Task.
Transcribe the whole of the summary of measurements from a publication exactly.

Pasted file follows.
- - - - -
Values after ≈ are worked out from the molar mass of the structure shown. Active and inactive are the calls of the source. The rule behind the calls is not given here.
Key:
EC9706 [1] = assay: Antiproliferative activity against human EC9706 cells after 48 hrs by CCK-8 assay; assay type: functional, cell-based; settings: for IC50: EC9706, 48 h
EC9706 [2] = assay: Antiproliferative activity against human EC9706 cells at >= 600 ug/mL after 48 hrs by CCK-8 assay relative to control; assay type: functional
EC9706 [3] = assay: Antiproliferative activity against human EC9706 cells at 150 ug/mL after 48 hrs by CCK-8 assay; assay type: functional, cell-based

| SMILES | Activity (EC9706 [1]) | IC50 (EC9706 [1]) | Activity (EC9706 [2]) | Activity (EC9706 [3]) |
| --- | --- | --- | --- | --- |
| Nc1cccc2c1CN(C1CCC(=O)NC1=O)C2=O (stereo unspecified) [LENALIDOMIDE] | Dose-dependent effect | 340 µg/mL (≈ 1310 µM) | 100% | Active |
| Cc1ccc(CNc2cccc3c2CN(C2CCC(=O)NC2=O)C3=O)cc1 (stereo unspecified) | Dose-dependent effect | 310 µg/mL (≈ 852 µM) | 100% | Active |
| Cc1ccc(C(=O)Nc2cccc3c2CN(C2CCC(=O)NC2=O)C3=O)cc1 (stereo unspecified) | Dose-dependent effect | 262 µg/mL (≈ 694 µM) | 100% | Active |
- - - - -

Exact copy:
Values after ≈ are worked out from the molar mass of the structure shown. Active and inactive are the calls of the source. The rule behind the calls is not given here.
Key:
EC9706 [1] = assay: Antiproliferative activity against human EC9706 cells after 48 hrs by CCK-8 assay; assay type: functional, cell-based; settings: for IC50: EC9706, 48 h
EC9706 [2] = assay: Antiproliferative activity against human EC9706 cells at >= 600 ug/mL after 48 hrs by CCK-8 assay relative to control; assay type: functional
EC9706 [3] = assay: Antiproliferative activity against human EC9706 cells at 150 ug/mL after 48 hrs by CCK-8 assay; assay type: functional, cell-based

| SMILES | Activity (EC9706 [1]) | IC50 (EC9706 [1]) | Activity (EC9706 [2]) | Activity (EC9706 [3]) |
| --- | --- | --- | --- | --- |
| Nc1cccc2c1CN(C1CCC(=O)NC1=O)C2=O (stereo unspecified) [LENALIDOMIDE] | Dose-dependent effect | 340 µg/mL (≈ 1310 µM) | 100% | Active |
| Cc1ccc(CNc2cccc3c2CN(C2CCC(=O)NC2=O)C3=O)cc1 (stereo unspecified) | Dose-dependent effect | 310 µg/mL (≈ 852 µM) | 100% | Active |
| Cc1ccc(C(=O)Nc2cccc3c2CN(C2CCC(=O)NC2=O)C3=O)cc1 (stereo unspecified) | Dose-dependent effect | 262 µg/mL (≈ 694 µM) | 100% | Active |